25. Fletcher Cox trade rumors: Teams showing interest in acquiring longtime Eagles DT, per report Cox was nearly dealt at last year's trade deadline By Bryan DeArdo Jason Kelce is coming back, but there is some uncertainty as it relates to another longtime Eagles star. The Eagles continue to receive interest from other teams regarding six-time Pro Bowl defensive tackle Fletcher Cox, according to NFL Network's Ian Rapoport. Cox, who was nearly traded before last year's draft deadline, is entering the final year of his current contract. It would likely take a significant offer for a team to acquire Cox, who at age 31 is showing no signs of slowing down. Last season, Cox recorded 3.5 sacks, 25 tackles (seven for loss), two forced fumbles and a touchdown off of a fumble recovery. A former first-round pick, Cox has recorded 58 career sacks, 78 tackles for loss, 14 forced fumbles, 10 fumble recoveries and three defensive touchdowns. The Eagles posses one of the NFL's most productive defensive fronts. Former Steeler Javon Hargrave and Josh Sweat earned Pro Bowls last year after each player tallied 7.5 sacks. Defensive end Brandon Graham, a key member of the defense for over a decade, is looking to bounce back in 2022 after missing 15 games last year after tearing his Achilles. On defense, Philadelphia has seven players and four starters who are slated to hit free agency. Specifically, three of the Eagles' four starting defensive backs are expected to test the market when the new league year begins on March 16. There are several talented defensive tackles who are expected to hit free agency. Those players include Brandon Williams, Ndamukong Suh, Linval Joseph, Vernon Butler, and Larry Ogunjobi, among others. But it appears that more than one team is interested in pursuing Cox, who would bring both talent and experience to a defensive unit. https://www.cbssports.com/nfl/news/fletcher-cox-trade-rumors-teams-showing-interest-in-acquiring-longtime-eagles-dt-per-report/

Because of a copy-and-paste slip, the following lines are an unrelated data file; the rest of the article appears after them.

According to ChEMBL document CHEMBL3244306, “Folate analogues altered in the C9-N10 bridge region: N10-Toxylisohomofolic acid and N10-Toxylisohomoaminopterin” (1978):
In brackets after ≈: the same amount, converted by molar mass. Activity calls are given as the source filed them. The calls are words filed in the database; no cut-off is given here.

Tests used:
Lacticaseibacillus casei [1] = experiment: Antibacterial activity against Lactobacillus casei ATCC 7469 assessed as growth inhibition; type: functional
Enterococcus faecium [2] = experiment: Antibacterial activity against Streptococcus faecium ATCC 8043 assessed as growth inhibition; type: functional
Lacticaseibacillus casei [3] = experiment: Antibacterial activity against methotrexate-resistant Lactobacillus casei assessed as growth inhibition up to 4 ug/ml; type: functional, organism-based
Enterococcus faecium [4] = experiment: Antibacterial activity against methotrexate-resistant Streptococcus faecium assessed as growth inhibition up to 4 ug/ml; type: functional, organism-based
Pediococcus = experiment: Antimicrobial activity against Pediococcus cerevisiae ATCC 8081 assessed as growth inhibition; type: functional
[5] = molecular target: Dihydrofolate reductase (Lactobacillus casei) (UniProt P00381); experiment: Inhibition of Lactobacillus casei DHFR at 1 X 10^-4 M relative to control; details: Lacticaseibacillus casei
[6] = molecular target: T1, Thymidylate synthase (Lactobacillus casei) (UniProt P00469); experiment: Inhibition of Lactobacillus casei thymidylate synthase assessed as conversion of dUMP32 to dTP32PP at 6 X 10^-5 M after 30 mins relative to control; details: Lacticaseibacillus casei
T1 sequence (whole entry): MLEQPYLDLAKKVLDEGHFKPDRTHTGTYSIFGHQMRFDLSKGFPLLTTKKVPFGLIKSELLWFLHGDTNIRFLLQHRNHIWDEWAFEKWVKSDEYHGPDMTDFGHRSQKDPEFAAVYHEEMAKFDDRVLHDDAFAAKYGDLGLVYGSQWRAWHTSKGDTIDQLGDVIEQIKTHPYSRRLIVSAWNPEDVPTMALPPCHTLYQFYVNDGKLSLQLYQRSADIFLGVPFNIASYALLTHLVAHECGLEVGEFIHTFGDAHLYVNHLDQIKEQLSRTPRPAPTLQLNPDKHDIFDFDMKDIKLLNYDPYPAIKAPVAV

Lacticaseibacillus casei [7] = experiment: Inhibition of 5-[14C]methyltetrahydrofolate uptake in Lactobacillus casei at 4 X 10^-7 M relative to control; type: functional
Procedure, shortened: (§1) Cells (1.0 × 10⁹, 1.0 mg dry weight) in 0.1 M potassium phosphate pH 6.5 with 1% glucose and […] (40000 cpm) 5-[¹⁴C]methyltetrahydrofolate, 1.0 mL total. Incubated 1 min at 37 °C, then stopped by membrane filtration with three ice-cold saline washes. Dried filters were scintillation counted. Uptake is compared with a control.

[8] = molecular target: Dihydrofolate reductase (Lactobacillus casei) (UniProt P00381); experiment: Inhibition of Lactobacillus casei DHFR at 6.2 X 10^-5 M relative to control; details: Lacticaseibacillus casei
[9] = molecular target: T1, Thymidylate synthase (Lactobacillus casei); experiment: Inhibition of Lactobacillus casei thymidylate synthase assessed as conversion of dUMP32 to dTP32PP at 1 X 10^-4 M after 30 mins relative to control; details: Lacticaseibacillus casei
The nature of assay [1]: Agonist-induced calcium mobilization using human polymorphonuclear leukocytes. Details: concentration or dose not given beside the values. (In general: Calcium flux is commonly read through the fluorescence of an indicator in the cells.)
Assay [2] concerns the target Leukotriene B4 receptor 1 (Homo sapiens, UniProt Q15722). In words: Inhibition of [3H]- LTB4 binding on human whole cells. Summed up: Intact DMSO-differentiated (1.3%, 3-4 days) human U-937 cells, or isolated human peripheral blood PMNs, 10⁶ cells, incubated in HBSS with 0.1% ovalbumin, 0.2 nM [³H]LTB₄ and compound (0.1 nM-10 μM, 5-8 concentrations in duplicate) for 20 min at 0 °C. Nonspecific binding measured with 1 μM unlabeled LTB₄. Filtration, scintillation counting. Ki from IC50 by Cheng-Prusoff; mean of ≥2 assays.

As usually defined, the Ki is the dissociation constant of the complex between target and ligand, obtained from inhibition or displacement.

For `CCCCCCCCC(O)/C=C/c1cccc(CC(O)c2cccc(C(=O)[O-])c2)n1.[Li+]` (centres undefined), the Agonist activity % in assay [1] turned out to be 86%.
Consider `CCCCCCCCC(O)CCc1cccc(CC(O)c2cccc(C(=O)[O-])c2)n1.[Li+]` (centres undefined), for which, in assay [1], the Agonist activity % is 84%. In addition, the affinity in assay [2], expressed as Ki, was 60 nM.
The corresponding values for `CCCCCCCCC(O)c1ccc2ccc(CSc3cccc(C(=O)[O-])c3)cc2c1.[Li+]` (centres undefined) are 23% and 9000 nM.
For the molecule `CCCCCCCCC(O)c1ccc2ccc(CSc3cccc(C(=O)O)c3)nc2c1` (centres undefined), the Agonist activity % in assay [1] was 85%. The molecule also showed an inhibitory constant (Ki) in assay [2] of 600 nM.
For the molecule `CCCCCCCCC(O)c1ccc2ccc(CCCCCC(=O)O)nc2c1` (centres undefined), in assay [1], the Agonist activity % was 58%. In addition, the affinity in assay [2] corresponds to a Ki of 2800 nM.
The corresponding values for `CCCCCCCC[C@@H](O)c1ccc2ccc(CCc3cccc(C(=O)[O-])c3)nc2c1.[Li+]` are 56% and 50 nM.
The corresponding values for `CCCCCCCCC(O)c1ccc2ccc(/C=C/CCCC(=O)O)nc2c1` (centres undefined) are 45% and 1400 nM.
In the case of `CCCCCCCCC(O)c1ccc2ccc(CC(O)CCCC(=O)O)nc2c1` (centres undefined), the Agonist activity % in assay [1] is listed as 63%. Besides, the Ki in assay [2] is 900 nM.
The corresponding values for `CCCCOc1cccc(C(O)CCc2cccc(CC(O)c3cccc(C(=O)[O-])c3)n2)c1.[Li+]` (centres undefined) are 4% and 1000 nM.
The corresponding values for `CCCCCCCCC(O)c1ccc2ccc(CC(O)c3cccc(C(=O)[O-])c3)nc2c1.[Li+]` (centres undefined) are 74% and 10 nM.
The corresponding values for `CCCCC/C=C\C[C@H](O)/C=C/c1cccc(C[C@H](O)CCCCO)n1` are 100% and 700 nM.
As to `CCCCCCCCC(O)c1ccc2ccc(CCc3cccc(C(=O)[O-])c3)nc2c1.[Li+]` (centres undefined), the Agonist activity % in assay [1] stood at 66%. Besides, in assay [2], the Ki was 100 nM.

×
×
  • Create New...